Filling Warped Fender Flares (With pics)

Anything goes in the world of fiberglass and plastic

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PostPosted: Mon Aug 06, 2018 9:44 pm
An option to consider would be to paint the flares body color instead of black. That would lower the temperature of the fiberglass considerably.

The downside is that it changes the look of the vehicle and might not be factory correct.
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PostPosted: Tue Aug 07, 2018 12:19 am
Yeah, I'd agree with that.....just wasn't sure you would go for that considering the look. I am assuming the originals were a cast through color...... Doing them in that light body color instead of the black could drop surface temp.s by 30 degrees or so.
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PostPosted: Tue Aug 07, 2018 4:24 am
The new Generation G's have color coded fender flares (plastic)... back in the day they were made of rubber (like the rub rail on a speed boat) that matched the rubber rails down the side of the truck.

The black head light surrounds, bumper and grill, mirror brackets, fender flares and rub rails are unfortunately a big part of the cars classic and hard-core look, as the rest of the body shell did not change for over 40 years.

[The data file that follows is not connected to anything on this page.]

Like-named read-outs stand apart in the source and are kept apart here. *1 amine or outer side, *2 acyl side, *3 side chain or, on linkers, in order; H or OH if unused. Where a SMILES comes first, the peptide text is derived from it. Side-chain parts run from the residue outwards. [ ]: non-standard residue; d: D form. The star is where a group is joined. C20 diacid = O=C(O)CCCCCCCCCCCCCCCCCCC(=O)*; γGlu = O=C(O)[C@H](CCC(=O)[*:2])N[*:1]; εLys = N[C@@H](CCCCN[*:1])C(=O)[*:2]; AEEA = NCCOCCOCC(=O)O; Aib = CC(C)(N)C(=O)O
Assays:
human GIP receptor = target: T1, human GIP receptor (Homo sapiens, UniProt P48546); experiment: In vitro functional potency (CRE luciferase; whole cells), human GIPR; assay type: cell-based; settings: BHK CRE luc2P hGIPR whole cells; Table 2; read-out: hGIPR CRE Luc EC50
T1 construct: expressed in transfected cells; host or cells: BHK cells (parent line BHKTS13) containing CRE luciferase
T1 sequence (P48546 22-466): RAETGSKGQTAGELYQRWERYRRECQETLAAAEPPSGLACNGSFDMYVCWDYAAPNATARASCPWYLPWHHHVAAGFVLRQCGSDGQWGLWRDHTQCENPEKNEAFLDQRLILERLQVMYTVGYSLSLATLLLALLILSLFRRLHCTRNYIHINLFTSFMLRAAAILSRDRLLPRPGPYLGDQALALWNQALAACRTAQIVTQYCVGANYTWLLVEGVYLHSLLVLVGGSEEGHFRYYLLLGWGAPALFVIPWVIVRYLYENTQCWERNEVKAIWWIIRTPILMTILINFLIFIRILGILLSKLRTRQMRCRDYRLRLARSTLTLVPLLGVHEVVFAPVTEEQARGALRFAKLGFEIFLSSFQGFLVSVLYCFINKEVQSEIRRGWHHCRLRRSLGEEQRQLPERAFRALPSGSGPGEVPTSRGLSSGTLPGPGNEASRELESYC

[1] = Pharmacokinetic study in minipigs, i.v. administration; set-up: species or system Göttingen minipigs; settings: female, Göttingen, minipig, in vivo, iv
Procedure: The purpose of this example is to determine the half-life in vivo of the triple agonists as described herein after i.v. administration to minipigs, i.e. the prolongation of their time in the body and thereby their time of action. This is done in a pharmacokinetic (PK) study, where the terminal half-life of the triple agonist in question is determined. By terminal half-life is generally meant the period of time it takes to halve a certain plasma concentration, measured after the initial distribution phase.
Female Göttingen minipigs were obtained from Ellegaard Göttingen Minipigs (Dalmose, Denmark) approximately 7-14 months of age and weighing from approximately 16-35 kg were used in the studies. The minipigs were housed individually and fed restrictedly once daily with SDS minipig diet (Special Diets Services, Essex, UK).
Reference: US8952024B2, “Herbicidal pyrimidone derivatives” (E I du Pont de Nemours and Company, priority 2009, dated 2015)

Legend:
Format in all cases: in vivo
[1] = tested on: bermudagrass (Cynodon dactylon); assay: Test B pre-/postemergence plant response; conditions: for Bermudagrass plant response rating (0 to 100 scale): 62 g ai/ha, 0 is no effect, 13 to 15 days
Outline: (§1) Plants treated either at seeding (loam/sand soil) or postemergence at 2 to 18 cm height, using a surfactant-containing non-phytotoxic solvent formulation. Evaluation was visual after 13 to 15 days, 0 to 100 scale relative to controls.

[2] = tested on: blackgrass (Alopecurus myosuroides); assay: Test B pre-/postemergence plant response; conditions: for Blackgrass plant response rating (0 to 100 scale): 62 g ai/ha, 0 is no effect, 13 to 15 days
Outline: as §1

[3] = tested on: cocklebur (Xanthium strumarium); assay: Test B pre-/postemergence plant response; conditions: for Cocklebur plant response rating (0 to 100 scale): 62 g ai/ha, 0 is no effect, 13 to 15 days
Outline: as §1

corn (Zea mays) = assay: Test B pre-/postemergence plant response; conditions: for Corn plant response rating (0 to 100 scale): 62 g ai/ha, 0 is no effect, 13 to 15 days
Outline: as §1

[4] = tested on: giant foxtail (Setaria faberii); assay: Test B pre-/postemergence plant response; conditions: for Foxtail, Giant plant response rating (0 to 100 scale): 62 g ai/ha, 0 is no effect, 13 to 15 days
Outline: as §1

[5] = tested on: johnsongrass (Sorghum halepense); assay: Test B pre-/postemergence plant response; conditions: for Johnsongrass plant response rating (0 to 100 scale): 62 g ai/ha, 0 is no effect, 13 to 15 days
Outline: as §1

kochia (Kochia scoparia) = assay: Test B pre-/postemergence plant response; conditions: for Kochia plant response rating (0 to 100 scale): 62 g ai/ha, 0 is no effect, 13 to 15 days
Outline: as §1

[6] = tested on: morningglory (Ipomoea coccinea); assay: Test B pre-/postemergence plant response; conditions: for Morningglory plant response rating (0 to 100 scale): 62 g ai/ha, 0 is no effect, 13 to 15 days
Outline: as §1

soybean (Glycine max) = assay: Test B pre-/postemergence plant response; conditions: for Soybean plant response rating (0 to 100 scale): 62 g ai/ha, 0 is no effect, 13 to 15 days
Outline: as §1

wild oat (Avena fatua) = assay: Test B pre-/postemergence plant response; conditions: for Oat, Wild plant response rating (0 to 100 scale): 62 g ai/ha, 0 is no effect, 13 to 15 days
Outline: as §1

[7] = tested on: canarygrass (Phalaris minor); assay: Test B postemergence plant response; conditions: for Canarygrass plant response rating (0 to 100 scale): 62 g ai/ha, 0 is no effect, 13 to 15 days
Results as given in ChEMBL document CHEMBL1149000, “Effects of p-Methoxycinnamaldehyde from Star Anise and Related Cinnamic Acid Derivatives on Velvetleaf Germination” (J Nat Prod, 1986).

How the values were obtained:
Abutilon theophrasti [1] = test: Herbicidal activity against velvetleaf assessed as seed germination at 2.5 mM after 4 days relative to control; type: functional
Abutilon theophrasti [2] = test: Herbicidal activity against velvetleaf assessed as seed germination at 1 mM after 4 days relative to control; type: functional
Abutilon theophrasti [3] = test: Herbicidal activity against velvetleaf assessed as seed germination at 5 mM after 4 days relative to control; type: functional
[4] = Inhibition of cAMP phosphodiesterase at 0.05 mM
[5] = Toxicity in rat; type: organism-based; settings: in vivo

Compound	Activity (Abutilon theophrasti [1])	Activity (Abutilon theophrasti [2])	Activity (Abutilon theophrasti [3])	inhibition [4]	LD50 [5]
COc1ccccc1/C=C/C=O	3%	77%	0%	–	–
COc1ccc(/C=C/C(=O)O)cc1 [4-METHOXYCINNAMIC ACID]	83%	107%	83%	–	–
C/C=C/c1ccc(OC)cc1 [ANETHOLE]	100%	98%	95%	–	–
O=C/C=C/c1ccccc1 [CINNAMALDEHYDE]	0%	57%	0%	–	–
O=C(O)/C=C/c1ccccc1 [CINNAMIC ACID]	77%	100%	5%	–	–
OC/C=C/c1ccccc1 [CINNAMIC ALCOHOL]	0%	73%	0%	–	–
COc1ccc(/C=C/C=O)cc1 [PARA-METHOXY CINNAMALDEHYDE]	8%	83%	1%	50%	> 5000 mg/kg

I think I am going to risk it with the black and just try to keep it under cover when its not being driven... or let it camp out through the 3 summer months.

Original (W460 Model)
Mercedes_G_002.jpg


New Gen (W463 Model)
5962039174_481d07c0ae_b.jpg

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PostPosted: Tue Aug 07, 2018 8:17 am
I would agree with you about that "classic" look. These always looked like they were really ready for off road. Sure, trying to get it out of direct sun would go along way to reducing distortion/movement.
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PostPosted: Wed Aug 08, 2018 10:04 pm
I have a Ranger with fiberglass bedsides, painted factory black. It has seen 15 summers of temps 95* or more, and the fiberglass hasn't weathered or distorted at all.

Fiberglass is much better than the rubber or plastic flares the G came with, so if you do a good job in getting them straight I think they'll do fine.
"If you can't move it, paint it." - U.S. Army
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